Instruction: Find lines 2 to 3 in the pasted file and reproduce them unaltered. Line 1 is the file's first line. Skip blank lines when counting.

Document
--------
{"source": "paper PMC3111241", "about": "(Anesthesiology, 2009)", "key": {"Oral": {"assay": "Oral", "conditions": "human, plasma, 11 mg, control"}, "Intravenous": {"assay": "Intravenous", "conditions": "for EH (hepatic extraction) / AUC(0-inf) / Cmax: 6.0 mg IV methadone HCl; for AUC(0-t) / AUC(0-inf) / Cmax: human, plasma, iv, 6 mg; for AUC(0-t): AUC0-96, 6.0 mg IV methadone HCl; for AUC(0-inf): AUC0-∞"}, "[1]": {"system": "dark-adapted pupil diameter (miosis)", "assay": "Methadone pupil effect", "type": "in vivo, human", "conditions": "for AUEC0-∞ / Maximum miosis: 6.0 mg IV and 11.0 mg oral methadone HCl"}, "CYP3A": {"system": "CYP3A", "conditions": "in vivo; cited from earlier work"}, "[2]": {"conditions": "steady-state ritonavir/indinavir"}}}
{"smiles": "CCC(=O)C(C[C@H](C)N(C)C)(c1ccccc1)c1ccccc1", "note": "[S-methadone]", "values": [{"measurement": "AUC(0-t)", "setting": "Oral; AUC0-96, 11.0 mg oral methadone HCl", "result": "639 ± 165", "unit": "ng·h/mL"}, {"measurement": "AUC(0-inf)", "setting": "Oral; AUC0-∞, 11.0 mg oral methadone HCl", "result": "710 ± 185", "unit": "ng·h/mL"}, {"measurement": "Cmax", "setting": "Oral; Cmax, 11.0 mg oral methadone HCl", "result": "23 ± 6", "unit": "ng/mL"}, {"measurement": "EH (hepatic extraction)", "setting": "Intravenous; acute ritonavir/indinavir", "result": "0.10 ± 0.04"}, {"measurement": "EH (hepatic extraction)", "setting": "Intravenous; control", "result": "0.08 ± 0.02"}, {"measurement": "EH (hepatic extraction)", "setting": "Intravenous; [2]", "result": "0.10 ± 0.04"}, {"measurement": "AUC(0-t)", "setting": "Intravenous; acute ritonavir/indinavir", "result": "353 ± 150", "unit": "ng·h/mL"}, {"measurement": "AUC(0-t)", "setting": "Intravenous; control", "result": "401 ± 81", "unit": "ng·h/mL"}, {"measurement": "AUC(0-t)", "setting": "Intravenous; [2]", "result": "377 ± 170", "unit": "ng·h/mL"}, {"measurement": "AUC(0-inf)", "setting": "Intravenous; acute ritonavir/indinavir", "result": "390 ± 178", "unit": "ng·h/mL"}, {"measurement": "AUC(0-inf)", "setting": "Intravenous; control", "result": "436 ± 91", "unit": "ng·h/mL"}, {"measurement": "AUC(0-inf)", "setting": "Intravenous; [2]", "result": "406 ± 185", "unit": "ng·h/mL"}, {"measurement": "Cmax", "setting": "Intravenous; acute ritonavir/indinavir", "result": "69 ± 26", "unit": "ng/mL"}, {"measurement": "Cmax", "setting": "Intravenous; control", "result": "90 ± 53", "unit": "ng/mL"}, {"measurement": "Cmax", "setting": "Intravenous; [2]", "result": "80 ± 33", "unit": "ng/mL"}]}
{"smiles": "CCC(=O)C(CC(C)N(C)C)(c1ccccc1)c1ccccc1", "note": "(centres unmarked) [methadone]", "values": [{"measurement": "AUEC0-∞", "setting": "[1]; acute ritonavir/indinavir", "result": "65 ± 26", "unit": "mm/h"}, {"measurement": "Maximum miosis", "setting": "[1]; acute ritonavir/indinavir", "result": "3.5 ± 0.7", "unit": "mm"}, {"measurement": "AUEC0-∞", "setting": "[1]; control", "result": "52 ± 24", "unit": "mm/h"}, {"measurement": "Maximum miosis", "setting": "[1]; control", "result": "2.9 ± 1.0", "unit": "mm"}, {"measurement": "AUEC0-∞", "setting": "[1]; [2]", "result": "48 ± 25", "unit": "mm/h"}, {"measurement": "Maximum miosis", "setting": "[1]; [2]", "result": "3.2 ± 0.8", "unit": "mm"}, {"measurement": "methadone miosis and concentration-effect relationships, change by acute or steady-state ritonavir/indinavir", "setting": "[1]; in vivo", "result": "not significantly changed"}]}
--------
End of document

{"smiles": "CCC(=O)C(C[C@H](C)N(C)C)(c1ccccc1)c1ccccc1", "note": "[S-methadone]", "values": [{"measurement": "AUC(0-t)", "setting": "Oral; AUC0-96, 11.0 mg oral methadone HCl", "result": "639 ± 165", "unit": "ng·h/mL"}, {"measurement": "AUC(0-inf)", "setting": "Oral; AUC0-∞, 11.0 mg oral methadone HCl", "result": "710 ± 185", "unit": "ng·h/mL"}, {"measurement": "Cmax", "setting": "Oral; Cmax, 11.0 mg oral methadone HCl", "result": "23 ± 6", "unit": "ng/mL"}, {"measurement": "EH (hepatic extraction)", "setting": "Intravenous; acute ritonavir/indinavir", "result": "0.10 ± 0.04"}, {"measurement": "EH (hepatic extraction)", "setting": "Intravenous; control", "result": "0.08 ± 0.02"}, {"measurement": "EH (hepatic extraction)", "setting": "Intravenous; [2]", "result": "0.10 ± 0.04"}, {"measurement": "AUC(0-t)", "setting": "Intravenous; acute ritonavir/indinavir", "result": "353 ± 150", "unit": "ng·h/mL"}, {"measurement": "AUC(0-t)", "setting": "Intravenous; control", "result": "401 ± 81", "unit": "ng·h/mL"}, {"measurement": "AUC(0-t)", "setting": "Intravenous; [2]", "result": "377 ± 170", "unit": "ng·h/mL"}, {"measurement": "AUC(0-inf)", "setting": "Intravenous; acute ritonavir/indinavir", "result": "390 ± 178", "unit": "ng·h/mL"}, {"measurement": "AUC(0-inf)", "setting": "Intravenous; control", "result": "436 ± 91", "unit": "ng·h/mL"}, {"measurement": "AUC(0-inf)", "setting": "Intravenous; [2]", "result": "406 ± 185", "unit": "ng·h/mL"}, {"measurement": "Cmax", "setting": "Intravenous; acute ritonavir/indinavir", "result": "69 ± 26", "unit": "ng/mL"}, {"measurement": "Cmax", "setting": "Intravenous; control", "result": "90 ± 53", "unit": "ng/mL"}, {"measurement": "Cmax", "setting": "Intravenous; [2]", "result": "80 ± 33", "unit": "ng/mL"}]}
{"smiles": "CCC(=O)C(CC(C)N(C)C)(c1ccccc1)c1ccccc1", "note": "(centres unmarked) [methadone]", "values": [{"measurement": "AUEC0-∞", "setting": "[1]; acute ritonavir/indinavir", "result": "65 ± 26", "unit": "mm/h"}, {"measurement": "Maximum miosis", "setting": "[1]; acute ritonavir/indinavir", "result": "3.5 ± 0.7", "unit": "mm"}, {"measurement": "AUEC0-∞", "setting": "[1]; control", "result": "52 ± 24", "unit": "mm/h"}, {"measurement": "Maximum miosis", "setting": "[1]; control", "result": "2.9 ± 1.0", "unit": "mm"}, {"measurement": "AUEC0-∞", "setting": "[1]; [2]", "result": "48 ± 25", "unit": "mm/h"}, {"measurement": "Maximum miosis", "setting": "[1]; [2]", "result": "3.2 ± 0.8", "unit": "mm"}, {"measurement": "methadone miosis and concentration-effect relationships, change by acute or steady-state ritonavir/indinavir", "setting": "[1]; in vivo", "result": "not significantly changed"}]}